Decision tree for classification is essentially Boolean function approximator which is usually equivalent to a MLP neural network. Thus the usual Gini index, entropy based uncertainty reduction methods to select and order test attributes is akin to optimize MLP parameters based on the same training set. If the size of your training set is relatively small compared to your future test set, they both face the same common overfitting issue. But nonetheless you can always convert to its equivalent MLP form for “optimality”.
If you stick with decision tree method there’s no rigorous mathematical proof for your hoped "globally optimal" tree if your training set is relatively small or incomplete w.r.t your test set, and usually Gini index metric is more efficient to compute in most cases unless in some highly unbalanced data sets where one of the classification category is relatively unlikely and entropy formula can amplify attributes of such rare category. You may further read this 2004 paper summarizing theoretical optimality comparison between Gini index and Information Gain metrics for decision tree induction with the conclusion:
Based on these characterizations we were able to
analyze the frequency of agreement/disagreement of the Gini Index function and the Information Gain function. We found that they disagree only in 2% of all cases, which explains why most previously published empirical results concluded that it is not possible to decide which one of the two tests performs better... Based on the gained deeper insights on the split process we are currently working on a system, which will select the optimal criterion based on a user defined optimality criterion. Preliminary results can be found in .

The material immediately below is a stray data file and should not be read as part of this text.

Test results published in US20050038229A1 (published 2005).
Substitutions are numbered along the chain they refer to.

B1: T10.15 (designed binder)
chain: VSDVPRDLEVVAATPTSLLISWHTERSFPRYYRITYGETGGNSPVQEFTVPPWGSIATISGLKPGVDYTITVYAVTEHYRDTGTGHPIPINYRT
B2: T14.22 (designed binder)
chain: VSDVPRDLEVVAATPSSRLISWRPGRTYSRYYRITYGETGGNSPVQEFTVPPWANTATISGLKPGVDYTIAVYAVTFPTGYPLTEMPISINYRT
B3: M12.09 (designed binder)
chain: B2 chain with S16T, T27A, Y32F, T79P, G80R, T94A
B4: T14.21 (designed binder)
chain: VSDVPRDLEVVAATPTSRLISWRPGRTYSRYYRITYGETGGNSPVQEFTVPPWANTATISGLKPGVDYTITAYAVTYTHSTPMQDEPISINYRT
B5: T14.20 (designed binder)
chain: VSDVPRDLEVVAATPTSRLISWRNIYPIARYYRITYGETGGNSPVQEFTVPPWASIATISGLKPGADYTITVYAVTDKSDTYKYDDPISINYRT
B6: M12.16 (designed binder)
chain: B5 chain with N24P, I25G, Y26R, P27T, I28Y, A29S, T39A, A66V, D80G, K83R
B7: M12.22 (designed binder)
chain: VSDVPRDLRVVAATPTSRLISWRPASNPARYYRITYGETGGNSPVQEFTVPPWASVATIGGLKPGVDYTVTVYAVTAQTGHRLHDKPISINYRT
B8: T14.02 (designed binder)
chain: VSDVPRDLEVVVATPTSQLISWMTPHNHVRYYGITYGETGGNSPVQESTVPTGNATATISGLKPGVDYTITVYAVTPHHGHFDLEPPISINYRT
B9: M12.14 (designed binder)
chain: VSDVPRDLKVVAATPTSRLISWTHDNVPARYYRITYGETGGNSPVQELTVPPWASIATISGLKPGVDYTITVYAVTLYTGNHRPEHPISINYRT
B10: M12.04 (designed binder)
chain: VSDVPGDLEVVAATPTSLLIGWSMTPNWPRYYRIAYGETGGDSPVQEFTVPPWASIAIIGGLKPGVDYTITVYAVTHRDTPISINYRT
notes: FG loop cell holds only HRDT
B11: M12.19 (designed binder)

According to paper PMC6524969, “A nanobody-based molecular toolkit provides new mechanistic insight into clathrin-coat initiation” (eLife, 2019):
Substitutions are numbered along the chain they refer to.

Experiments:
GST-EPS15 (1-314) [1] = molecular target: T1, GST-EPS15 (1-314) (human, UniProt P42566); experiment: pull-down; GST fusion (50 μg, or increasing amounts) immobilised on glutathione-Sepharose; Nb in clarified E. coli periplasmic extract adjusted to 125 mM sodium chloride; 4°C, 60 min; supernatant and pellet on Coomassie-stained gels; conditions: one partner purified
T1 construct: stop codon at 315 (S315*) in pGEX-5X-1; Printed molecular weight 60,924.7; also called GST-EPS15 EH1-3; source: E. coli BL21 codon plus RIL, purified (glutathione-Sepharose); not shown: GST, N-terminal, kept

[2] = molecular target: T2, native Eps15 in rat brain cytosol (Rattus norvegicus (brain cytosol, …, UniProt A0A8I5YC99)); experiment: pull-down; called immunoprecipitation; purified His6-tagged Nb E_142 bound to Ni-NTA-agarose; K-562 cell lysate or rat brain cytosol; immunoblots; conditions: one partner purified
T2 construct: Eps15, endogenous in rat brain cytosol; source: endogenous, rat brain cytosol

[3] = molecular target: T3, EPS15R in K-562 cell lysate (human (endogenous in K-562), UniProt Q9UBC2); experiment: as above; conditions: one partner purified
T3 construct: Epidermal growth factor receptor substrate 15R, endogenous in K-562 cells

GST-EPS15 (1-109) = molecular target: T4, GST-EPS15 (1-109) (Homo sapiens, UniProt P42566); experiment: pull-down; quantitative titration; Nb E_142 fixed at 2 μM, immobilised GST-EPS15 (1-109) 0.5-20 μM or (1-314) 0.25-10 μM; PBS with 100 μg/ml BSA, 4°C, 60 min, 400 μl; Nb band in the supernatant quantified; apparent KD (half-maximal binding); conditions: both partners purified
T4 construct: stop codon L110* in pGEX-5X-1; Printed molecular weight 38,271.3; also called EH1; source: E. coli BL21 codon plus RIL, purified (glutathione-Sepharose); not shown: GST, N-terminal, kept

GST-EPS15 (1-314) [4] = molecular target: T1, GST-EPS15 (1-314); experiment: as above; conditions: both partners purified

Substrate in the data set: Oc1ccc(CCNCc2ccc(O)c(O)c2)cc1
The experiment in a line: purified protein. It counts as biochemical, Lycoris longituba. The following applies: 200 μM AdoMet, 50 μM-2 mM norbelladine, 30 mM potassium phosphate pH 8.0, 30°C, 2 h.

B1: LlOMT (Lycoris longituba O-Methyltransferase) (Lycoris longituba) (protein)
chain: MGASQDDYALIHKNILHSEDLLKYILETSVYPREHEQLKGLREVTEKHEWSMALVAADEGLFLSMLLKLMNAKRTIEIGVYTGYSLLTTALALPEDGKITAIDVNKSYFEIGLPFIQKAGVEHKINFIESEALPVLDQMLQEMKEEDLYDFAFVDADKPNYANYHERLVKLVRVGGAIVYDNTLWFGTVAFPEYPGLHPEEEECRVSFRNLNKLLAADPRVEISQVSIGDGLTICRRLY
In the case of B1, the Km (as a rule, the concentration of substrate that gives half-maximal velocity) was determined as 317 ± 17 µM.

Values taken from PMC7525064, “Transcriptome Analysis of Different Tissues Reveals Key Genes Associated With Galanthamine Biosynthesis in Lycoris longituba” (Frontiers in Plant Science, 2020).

And in the mentioned reference therein about their proposed family of split functions the authors also confirmed:
The tests have shown that the two popular functions are very sensitive to the variation of the training set sizes and therefore the quality of the inferred trees is highly dependent on the training set size. At the same time however, we were able to show that the simplest members of the introduced family of split functions behave in a very predictable way and, furthermore, the created trees were superior to the trees inferred using the Gini Index or the Information Gain based on our evaluation criteria.
One common approach in such case is using the idea of cross validating your existing training set, to divide it into multiple equal-sized subsets. Then for each subset to train your tree based on your chosen metric using the remaining sets and calculate some error rate using the said subset as test set. Finally to average all the error rates and you can get some idea of the degree of your “global optimality” for your specific candidate tree. Of course if you have several similarly performed trees which are all more or less uncorrelated, you can always use ensemble idea to do voting such as random forest.